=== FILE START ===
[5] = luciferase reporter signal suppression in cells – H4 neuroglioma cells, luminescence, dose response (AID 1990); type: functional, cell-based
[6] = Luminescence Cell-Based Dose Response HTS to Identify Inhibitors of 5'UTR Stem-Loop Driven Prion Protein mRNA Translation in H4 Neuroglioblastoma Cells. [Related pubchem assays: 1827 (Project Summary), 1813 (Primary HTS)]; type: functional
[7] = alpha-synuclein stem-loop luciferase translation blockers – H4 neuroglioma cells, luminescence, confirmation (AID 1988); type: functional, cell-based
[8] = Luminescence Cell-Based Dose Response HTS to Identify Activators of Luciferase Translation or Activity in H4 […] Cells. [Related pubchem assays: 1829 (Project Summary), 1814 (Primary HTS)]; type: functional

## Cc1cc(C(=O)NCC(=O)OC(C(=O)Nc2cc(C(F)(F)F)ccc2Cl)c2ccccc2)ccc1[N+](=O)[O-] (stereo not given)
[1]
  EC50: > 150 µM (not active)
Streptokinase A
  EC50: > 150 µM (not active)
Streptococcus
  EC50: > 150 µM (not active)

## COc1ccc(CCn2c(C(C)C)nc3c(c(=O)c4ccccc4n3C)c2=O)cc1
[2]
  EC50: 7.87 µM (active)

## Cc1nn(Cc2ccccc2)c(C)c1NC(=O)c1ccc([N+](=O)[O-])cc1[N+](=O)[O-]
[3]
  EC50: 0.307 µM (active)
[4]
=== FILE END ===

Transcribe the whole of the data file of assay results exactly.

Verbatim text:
[5] = luciferase reporter signal suppression in cells – H4 neuroglioma cells, luminescence, dose response (AID 1990); type: functional, cell-based
[6] = Luminescence Cell-Based Dose Response HTS to Identify Inhibitors of 5'UTR Stem-Loop Driven Prion Protein mRNA Translation in H4 Neuroglioblastoma Cells. [Related pubchem assays: 1827 (Project Summary), 1813 (Primary HTS)]; type: functional
[7] = alpha-synuclein stem-loop luciferase translation blockers – H4 neuroglioma cells, luminescence, confirmation (AID 1988); type: functional, cell-based
[8] = Luminescence Cell-Based Dose Response HTS to Identify Activators of Luciferase Translation or Activity in H4 […] Cells. [Related pubchem assays: 1829 (Project Summary), 1814 (Primary HTS)]; type: functional

## Cc1cc(C(=O)NCC(=O)OC(C(=O)Nc2cc(C(F)(F)F)ccc2Cl)c2ccccc2)ccc1[N+](=O)[O-] (stereo not given)
[1]
  EC50: > 150 µM (not active)
Streptokinase A
  EC50: > 150 µM (not active)
Streptococcus
  EC50: > 150 µM (not active)

## COc1ccc(CCn2c(C(C)C)nc3c(c(=O)c4ccccc4n3C)c2=O)cc1
[2]
  EC50: 7.87 µM (active)

## Cc1nn(Cc2ccccc2)c(C)c1NC(=O)c1ccc([N+](=O)[O-])cc1[N+](=O)[O-]
[3]
  EC50: 0.307 µM (active)
[4]